Conventional wisdom says that whenever there's a full moon, strange things happen.

A full moon over the Arizona desert.

Here in southern Arizona, new research is looking at ways to use moonlight to heal illness and disease.

Whether it's hocus pocus or science, moonbeam healing has its believers.

As a full moon lights up the southern Arizona sky earlier this week, volunteers adjust a reflector more than 50 feet high to collect moonlight.

Eric Carr was skeptical the first time he came out here. But after spending a few minutes basking in a moonbeam, he says his life changed.

"I just noticed I was breathing a lot easier. I've had asthma since I was a kid."

He's now off his asthma medicine. He describes standing in front of the beam as a peaceful, euphoric experience.

"I feel like I have a new set of lungs. I don't understand it, but it worked."

The project developer, Richard Chapin, put up his own money to build the moonlight collector. He says it's helped with depression, pain, even cancer: there's just something about the light.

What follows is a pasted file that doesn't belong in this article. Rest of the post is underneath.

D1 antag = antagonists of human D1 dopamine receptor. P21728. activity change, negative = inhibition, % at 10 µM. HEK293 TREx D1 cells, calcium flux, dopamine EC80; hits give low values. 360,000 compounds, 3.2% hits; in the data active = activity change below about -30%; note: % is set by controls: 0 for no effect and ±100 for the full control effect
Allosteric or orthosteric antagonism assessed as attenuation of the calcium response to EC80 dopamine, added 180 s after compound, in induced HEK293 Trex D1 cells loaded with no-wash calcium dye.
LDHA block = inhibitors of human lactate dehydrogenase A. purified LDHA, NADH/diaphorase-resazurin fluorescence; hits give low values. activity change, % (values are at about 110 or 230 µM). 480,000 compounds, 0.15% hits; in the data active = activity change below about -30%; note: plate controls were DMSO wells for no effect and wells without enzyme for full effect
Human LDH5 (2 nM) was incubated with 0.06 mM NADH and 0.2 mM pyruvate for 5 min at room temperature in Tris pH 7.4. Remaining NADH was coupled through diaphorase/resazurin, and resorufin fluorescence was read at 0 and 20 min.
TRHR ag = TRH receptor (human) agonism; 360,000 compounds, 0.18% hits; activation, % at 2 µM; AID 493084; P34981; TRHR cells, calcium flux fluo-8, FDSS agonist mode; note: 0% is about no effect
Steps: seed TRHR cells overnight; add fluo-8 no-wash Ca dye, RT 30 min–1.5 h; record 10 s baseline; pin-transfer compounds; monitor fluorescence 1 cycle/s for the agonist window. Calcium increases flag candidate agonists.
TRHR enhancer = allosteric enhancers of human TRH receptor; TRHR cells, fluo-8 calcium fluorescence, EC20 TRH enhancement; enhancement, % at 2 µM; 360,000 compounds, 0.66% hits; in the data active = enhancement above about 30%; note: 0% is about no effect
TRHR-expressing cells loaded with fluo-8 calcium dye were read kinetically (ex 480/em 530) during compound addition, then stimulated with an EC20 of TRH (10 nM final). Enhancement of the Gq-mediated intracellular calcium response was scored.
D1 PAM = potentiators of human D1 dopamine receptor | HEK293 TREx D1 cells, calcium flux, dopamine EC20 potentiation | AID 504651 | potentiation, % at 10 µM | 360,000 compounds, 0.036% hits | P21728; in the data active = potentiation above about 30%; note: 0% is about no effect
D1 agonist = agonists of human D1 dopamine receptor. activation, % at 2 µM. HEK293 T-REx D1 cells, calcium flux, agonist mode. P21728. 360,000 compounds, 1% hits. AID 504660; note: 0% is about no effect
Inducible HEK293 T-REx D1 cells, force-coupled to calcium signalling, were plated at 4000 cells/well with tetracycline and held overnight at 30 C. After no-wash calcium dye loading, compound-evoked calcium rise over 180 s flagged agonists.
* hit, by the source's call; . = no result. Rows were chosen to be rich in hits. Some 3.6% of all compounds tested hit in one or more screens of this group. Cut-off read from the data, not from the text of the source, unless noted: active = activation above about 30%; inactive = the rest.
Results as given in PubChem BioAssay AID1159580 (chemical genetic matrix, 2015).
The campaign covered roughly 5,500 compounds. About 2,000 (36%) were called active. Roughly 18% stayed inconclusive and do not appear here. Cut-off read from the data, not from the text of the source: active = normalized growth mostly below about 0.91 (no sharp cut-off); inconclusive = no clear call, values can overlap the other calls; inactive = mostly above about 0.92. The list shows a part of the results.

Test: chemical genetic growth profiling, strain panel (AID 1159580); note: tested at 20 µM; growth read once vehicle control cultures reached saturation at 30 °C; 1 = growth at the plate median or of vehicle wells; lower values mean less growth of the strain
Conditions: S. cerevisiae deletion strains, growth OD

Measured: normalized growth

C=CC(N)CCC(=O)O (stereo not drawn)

"Hopefully these differences in reds, and yellows--you have all the colors of the spectrum--will activate parts of the body and make a healthful difference."

We checked with several doctors around the area, but they didn't want to comment because they say they don't know enough about the research.

But people have their opinions.

"Lunacy comes from the world 'lunar.' I think it sounds nuts to me frankly," says Tucson resident Renee Sebag.

Chapin tells the skeptics: "You've got to come out and try it and then you'll be a believer."